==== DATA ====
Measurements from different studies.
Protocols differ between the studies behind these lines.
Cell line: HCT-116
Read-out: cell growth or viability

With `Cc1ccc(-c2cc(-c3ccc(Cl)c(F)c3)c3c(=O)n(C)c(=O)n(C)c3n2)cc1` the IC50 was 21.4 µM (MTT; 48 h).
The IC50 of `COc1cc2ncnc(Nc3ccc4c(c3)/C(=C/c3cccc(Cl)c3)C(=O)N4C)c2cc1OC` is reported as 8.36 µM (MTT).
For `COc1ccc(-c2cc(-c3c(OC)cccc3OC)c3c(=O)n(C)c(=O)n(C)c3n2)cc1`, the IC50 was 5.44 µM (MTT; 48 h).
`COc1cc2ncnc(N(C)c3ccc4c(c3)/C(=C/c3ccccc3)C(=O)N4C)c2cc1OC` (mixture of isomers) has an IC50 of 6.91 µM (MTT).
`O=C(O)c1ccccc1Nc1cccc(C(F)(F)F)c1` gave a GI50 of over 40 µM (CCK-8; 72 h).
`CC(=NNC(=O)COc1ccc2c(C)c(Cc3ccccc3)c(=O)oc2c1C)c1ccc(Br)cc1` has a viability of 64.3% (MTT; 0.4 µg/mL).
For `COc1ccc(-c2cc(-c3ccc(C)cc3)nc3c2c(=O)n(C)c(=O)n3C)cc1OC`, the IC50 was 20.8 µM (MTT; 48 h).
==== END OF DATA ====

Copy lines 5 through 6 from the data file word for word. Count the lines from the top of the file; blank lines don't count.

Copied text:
With `Cc1ccc(-c2cc(-c3ccc(Cl)c(F)c3)c3c(=O)n(C)c(=O)n(C)c3n2)cc1` the IC50 was 21.4 µM (MTT; 48 h).
The IC50 of `COc1cc2ncnc(Nc3ccc4c(c3)/C(=C/c3cccc(Cl)c3)C(=O)N4C)c2cc1OC` is reported as 8.36 µM (MTT).